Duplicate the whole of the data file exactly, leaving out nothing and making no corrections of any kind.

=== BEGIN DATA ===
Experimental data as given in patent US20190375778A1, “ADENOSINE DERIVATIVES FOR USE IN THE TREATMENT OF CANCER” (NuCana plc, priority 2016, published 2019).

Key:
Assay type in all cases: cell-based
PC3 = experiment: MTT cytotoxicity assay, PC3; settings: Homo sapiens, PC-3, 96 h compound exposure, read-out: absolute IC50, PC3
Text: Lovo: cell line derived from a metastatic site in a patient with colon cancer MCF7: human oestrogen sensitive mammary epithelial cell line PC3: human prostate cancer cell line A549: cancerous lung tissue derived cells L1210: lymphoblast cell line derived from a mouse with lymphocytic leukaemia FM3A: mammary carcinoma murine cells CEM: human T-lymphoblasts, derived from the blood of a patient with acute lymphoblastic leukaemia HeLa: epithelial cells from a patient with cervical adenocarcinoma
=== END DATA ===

Experimental data as given in patent US20190375778A1, “ADENOSINE DERIVATIVES FOR USE IN THE TREATMENT OF CANCER” (NuCana plc, priority 2016, published 2019).

Key:
Assay type in all cases: cell-based
PC3 = experiment: MTT cytotoxicity assay, PC3; settings: Homo sapiens, PC-3, 96 h compound exposure, read-out: absolute IC50, PC3
Text: Lovo: cell line derived from a metastatic site in a patient with colon cancer MCF7: human oestrogen sensitive mammary epithelial cell line PC3: human prostate cancer cell line A549: cancerous lung tissue derived cells L1210: lymphoblast cell line derived from a mouse with lymphocytic leukaemia FM3A: mammary carcinoma murine cells CEM: human T-lymphoblasts, derived from the blood of a patient with acute lymphoblastic leukaemia HeLa: epithelial cells from a patient with cervical adenocarcinoma